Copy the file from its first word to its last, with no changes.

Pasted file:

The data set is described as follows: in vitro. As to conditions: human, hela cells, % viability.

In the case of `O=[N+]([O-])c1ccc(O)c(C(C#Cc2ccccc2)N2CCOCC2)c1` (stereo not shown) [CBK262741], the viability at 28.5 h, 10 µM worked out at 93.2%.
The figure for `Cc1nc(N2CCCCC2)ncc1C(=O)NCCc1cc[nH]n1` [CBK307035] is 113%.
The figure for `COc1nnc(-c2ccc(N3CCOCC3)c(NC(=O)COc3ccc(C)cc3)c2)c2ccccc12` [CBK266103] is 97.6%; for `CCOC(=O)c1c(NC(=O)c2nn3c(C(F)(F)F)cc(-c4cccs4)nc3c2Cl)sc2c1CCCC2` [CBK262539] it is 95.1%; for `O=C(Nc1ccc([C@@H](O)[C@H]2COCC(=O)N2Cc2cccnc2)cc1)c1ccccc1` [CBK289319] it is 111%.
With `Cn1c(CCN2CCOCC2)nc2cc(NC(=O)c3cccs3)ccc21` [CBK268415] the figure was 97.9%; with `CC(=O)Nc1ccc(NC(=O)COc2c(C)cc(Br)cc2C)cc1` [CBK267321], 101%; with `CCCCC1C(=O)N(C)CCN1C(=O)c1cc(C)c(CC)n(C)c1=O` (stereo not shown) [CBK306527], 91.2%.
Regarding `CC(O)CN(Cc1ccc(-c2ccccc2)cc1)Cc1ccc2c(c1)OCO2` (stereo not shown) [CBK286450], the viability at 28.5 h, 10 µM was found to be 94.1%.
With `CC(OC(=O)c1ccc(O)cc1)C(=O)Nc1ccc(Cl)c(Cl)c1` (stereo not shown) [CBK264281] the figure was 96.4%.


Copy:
The data set is described as follows: in vitro. As to conditions: human, hela cells, % viability.

In the case of `O=[N+]([O-])c1ccc(O)c(C(C#Cc2ccccc2)N2CCOCC2)c1` (stereo not shown) [CBK262741], the viability at 28.5 h, 10 µM worked out at 93.2%.
The figure for `Cc1nc(N2CCCCC2)ncc1C(=O)NCCc1cc[nH]n1` [CBK307035] is 113%.
The figure for `COc1nnc(-c2ccc(N3CCOCC3)c(NC(=O)COc3ccc(C)cc3)c2)c2ccccc12` [CBK266103] is 97.6%; for `CCOC(=O)c1c(NC(=O)c2nn3c(C(F)(F)F)cc(-c4cccs4)nc3c2Cl)sc2c1CCCC2` [CBK262539] it is 95.1%; for `O=C(Nc1ccc([C@@H](O)[C@H]2COCC(=O)N2Cc2cccnc2)cc1)c1ccccc1` [CBK289319] it is 111%.
With `Cn1c(CCN2CCOCC2)nc2cc(NC(=O)c3cccs3)ccc21` [CBK268415] the figure was 97.9%; with `CC(=O)Nc1ccc(NC(=O)COc2c(C)cc(Br)cc2C)cc1` [CBK267321], 101%; with `CCCCC1C(=O)N(C)CCN1C(=O)c1cc(C)c(CC)n(C)c1=O` (stereo not shown) [CBK306527], 91.2%.
Regarding `CC(O)CN(Cc1ccc(-c2ccccc2)cc1)Cc1ccc2c(c1)OCO2` (stereo not shown) [CBK286450], the viability at 28.5 h, 10 µM was found to be 94.1%.
With `CC(OC(=O)c1ccc(O)cc1)C(=O)Nc1ccc(Cl)c(Cl)c1` (stereo not shown) [CBK264281] the figure was 96.4%.